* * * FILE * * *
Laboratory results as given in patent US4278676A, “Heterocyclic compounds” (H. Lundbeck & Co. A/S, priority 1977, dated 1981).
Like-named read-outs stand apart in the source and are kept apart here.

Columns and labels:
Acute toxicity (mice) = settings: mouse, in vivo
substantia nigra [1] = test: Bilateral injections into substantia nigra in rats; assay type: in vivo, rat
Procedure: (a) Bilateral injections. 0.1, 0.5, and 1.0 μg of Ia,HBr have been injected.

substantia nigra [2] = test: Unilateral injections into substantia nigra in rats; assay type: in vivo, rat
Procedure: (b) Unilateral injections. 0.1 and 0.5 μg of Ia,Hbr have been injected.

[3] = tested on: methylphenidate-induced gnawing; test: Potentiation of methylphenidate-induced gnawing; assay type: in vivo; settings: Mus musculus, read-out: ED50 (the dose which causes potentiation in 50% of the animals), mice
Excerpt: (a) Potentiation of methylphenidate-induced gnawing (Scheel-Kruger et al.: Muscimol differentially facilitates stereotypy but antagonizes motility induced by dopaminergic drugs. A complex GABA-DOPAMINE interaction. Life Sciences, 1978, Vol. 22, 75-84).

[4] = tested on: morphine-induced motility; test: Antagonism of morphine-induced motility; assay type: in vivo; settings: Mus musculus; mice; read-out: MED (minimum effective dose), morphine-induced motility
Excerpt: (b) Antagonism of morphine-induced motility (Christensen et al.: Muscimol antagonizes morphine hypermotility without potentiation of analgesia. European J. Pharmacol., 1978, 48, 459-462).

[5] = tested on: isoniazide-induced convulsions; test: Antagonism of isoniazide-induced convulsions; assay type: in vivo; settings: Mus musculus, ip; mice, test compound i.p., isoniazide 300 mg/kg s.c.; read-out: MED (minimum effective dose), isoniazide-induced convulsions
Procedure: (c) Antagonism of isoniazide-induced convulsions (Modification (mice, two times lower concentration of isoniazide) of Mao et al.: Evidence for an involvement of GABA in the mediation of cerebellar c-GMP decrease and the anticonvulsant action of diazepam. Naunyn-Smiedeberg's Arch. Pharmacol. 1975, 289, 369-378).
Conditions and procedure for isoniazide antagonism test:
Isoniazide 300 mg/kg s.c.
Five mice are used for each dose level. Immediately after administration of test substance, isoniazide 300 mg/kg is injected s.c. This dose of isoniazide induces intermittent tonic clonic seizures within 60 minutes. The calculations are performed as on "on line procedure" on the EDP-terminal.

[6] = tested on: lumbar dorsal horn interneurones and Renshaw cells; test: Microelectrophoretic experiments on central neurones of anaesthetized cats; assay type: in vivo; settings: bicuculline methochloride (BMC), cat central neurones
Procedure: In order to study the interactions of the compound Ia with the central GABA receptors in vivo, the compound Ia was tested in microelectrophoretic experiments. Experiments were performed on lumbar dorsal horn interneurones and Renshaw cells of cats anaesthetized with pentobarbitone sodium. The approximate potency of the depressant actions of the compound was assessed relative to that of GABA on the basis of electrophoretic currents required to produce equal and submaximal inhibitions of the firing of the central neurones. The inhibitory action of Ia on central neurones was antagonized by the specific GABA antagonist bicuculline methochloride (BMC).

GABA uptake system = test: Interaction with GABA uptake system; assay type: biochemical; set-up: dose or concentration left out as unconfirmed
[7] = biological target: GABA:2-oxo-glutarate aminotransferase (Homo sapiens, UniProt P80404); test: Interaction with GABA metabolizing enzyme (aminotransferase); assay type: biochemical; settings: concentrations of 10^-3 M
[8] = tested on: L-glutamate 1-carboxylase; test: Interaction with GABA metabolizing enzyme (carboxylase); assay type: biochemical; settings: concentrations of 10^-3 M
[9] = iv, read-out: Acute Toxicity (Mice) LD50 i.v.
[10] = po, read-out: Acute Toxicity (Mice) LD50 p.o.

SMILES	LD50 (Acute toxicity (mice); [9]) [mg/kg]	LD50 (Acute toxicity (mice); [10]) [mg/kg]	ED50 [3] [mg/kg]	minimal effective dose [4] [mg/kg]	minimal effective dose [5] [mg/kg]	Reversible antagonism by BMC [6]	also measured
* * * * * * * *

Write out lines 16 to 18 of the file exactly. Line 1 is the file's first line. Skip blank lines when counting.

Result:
Isoniazide 300 mg/kg s.c.
Five mice are used for each dose level. Immediately after administration of test substance, isoniazide 300 mg/kg is injected s.c. This dose of isoniazide induces intermittent tonic clonic seizures within 60 minutes. The calculations are performed as on "on line procedure" on the EDP-terminal.

[6] = tested on: lumbar dorsal horn interneurones and Renshaw cells; test: Microelectrophoretic experiments on central neurones of anaesthetized cats; assay type: in vivo; settings: bicuculline methochloride (BMC), cat central neurones